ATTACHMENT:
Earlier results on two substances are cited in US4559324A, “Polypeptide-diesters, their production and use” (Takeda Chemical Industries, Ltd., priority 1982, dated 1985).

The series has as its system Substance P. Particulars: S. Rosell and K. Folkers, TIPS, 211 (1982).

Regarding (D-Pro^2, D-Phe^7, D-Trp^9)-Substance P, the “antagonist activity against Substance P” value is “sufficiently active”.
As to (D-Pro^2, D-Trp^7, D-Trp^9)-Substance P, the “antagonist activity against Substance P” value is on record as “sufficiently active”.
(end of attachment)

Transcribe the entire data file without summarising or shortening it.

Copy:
Earlier results on two substances are cited in US4559324A, “Polypeptide-diesters, their production and use” (Takeda Chemical Industries, Ltd., priority 1982, dated 1985).

The series has as its system Substance P. Particulars: S. Rosell and K. Folkers, TIPS, 211 (1982).

Regarding (D-Pro^2, D-Phe^7, D-Trp^9)-Substance P, the “antagonist activity against Substance P” value is “sufficiently active”.
As to (D-Pro^2, D-Trp^7, D-Trp^9)-Substance P, the “antagonist activity against Substance P” value is on record as “sufficiently active”.